The Midlands State University Faculty of Mining and Mineral Processing Engineering, Higher Education Partnerships in Sub-Saharan Africa (HEPSSA) project continued with a tour of the dolomite, graphite and mica mining and processing plants in Chinhoyi and Karoi from the 26th to the 28th of February 2019.
The team comprised of students and staff from Midlands State University, Chinhoyi University of Technology, Scientific and Industrial Research and Development Centre (SIRDC), National University of Science and Technology, Stellenbosch University (South Africa), Cardiff University (UK) and University of Strathclyde (UK) toured the Alasaka Dolomite Mine where they were exposed to the extraction and processing procedures of dolomite.
Dolomite is primarily used as a key ingredient in the manufacturing of agricultural fertilizer and lime, neutralization of water, glas fibres, while the magnesium compounds, primarily magnesium oxide is used as refractory material in furnace linings for producing iron, steel and nonferrous metals.
In Karoi, the tour of Lynx Graphite Mine sought to analyse the production process of graphite and establish areas requiring process optimisation and beneficiation. Graphite, is a native element mineral found in metamorphic and igneous rocks used as “lead” filling in pencils and as a lubricant. It also has many electrical uses as it is a common nonmetal that is a good conductor of electricity.
At Turn-Point Mine, the team explored the mica mines and the processing plant. Mica used in paints as a pigment extender and also helps to brighten the tone of coloured pigments while, in the electrical industry, it is used as thermal insulation.
“The purpose of the visit was to familiarize the students in geological, metallurgical and materials processes of rare minerals and semi-precious stones taking particular note of coming up with advanced mining engineering solutions for process optimization and beneficiation,” said Dr Antony Mamuse, the Executive Dean of Mining and Mineral Processing Engineering.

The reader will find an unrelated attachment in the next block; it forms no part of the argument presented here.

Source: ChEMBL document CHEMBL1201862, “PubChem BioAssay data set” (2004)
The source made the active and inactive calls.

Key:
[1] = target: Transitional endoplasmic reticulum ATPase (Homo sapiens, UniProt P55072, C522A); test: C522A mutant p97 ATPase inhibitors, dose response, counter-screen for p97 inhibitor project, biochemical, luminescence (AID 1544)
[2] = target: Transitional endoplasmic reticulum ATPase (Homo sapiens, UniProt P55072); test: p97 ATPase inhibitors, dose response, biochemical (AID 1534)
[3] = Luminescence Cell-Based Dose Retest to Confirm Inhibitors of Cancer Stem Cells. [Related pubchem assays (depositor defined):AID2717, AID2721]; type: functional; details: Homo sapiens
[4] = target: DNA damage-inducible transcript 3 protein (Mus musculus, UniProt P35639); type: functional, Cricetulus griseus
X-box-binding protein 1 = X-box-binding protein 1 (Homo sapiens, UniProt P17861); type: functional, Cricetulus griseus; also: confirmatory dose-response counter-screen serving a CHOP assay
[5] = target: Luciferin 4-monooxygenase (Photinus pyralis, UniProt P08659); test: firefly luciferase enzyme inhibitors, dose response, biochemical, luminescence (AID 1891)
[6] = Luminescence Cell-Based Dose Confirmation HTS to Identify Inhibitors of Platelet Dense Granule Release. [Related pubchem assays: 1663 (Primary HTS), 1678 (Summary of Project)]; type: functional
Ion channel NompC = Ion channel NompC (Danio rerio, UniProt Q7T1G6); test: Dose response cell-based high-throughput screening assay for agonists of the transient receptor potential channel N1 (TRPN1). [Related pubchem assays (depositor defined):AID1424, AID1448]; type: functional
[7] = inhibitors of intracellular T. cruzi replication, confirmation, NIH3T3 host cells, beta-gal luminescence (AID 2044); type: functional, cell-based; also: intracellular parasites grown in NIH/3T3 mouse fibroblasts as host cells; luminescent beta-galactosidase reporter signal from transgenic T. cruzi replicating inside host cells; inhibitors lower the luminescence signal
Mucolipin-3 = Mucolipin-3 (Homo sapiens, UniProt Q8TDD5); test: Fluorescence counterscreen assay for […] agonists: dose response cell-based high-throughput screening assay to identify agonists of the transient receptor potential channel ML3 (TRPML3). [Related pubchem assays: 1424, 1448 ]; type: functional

The tour was also punctuated with field lectures from renowned geologist and engineer Professor Tom Blenkinsop from Cardiff University (United Kingdom) and Dr. E. Ventura-Medina from Strathclyde University (Scotland) respectively.
“The programme was a key eye-opener to us as students as we were exposed to the reality of challenges faced in the extraction of rare minerals and how we should proffer effective and efficient engineering solutions,” said Brighton Pamire, a MSU Metallurgical Engineering student.
The project being funded by the London-based, Royal Academy of Engineering and being run under the Higher Education Partnerships in sub-Saharan Africa (HEPSSA) supports engineering professionals, academics and students with study bursaries, business start-up funding, research projects, knowledge transfer partnerships, public engagement and prizes recognising significant feats of engineering.